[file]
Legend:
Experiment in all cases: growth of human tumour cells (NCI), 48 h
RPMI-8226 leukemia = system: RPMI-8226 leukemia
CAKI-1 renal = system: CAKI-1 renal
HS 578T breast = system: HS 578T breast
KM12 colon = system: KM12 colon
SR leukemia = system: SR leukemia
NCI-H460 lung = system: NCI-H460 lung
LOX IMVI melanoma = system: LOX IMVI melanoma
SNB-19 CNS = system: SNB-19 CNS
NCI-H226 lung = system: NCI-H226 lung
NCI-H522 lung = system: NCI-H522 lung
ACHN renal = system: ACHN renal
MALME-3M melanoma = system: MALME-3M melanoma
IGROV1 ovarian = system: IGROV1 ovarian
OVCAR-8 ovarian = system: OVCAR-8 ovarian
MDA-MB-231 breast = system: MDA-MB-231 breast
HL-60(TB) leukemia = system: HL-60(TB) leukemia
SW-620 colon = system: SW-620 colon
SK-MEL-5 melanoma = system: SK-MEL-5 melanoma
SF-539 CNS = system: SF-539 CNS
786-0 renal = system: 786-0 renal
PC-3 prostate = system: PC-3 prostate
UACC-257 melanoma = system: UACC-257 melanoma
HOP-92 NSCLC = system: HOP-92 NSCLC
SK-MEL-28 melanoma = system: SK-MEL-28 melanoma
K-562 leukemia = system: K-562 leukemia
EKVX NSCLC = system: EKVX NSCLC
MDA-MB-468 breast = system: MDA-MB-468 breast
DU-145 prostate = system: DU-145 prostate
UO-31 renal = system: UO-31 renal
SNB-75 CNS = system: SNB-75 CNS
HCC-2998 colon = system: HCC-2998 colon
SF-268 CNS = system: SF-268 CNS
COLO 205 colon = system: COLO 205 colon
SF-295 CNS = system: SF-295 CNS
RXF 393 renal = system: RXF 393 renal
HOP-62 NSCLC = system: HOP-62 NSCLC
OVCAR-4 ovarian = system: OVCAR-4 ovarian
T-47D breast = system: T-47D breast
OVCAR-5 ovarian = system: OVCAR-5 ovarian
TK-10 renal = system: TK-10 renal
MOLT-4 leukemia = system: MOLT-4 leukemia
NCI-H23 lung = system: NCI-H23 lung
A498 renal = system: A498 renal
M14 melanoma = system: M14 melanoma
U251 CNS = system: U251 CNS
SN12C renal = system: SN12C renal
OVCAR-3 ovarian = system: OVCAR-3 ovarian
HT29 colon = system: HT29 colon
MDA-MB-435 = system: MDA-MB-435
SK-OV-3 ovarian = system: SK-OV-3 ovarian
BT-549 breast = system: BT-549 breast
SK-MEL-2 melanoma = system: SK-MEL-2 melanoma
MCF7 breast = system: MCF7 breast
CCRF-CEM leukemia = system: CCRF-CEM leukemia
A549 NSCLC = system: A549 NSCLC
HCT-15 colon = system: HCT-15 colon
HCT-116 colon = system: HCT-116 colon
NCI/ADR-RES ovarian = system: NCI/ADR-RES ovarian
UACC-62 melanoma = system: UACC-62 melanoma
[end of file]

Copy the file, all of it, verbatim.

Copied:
Legend:
Experiment in all cases: growth of human tumour cells (NCI), 48 h
RPMI-8226 leukemia = system: RPMI-8226 leukemia
CAKI-1 renal = system: CAKI-1 renal
HS 578T breast = system: HS 578T breast
KM12 colon = system: KM12 colon
SR leukemia = system: SR leukemia
NCI-H460 lung = system: NCI-H460 lung
LOX IMVI melanoma = system: LOX IMVI melanoma
SNB-19 CNS = system: SNB-19 CNS
NCI-H226 lung = system: NCI-H226 lung
NCI-H522 lung = system: NCI-H522 lung
ACHN renal = system: ACHN renal
MALME-3M melanoma = system: MALME-3M melanoma
IGROV1 ovarian = system: IGROV1 ovarian
OVCAR-8 ovarian = system: OVCAR-8 ovarian
MDA-MB-231 breast = system: MDA-MB-231 breast
HL-60(TB) leukemia = system: HL-60(TB) leukemia
SW-620 colon = system: SW-620 colon
SK-MEL-5 melanoma = system: SK-MEL-5 melanoma
SF-539 CNS = system: SF-539 CNS
786-0 renal = system: 786-0 renal
PC-3 prostate = system: PC-3 prostate
UACC-257 melanoma = system: UACC-257 melanoma
HOP-92 NSCLC = system: HOP-92 NSCLC
SK-MEL-28 melanoma = system: SK-MEL-28 melanoma
K-562 leukemia = system: K-562 leukemia
EKVX NSCLC = system: EKVX NSCLC
MDA-MB-468 breast = system: MDA-MB-468 breast
DU-145 prostate = system: DU-145 prostate
UO-31 renal = system: UO-31 renal
SNB-75 CNS = system: SNB-75 CNS
HCC-2998 colon = system: HCC-2998 colon
SF-268 CNS = system: SF-268 CNS
COLO 205 colon = system: COLO 205 colon
SF-295 CNS = system: SF-295 CNS
RXF 393 renal = system: RXF 393 renal
HOP-62 NSCLC = system: HOP-62 NSCLC
OVCAR-4 ovarian = system: OVCAR-4 ovarian
T-47D breast = system: T-47D breast
OVCAR-5 ovarian = system: OVCAR-5 ovarian
TK-10 renal = system: TK-10 renal
MOLT-4 leukemia = system: MOLT-4 leukemia
NCI-H23 lung = system: NCI-H23 lung
A498 renal = system: A498 renal
M14 melanoma = system: M14 melanoma
U251 CNS = system: U251 CNS
SN12C renal = system: SN12C renal
OVCAR-3 ovarian = system: OVCAR-3 ovarian
HT29 colon = system: HT29 colon
MDA-MB-435 = system: MDA-MB-435
SK-OV-3 ovarian = system: SK-OV-3 ovarian
BT-549 breast = system: BT-549 breast
SK-MEL-2 melanoma = system: SK-MEL-2 melanoma
MCF7 breast = system: MCF7 breast
CCRF-CEM leukemia = system: CCRF-CEM leukemia
A549 NSCLC = system: A549 NSCLC
HCT-15 colon = system: HCT-15 colon
HCT-116 colon = system: HCT-116 colon
NCI/ADR-RES ovarian = system: NCI/ADR-RES ovarian
UACC-62 melanoma = system: UACC-62 melanoma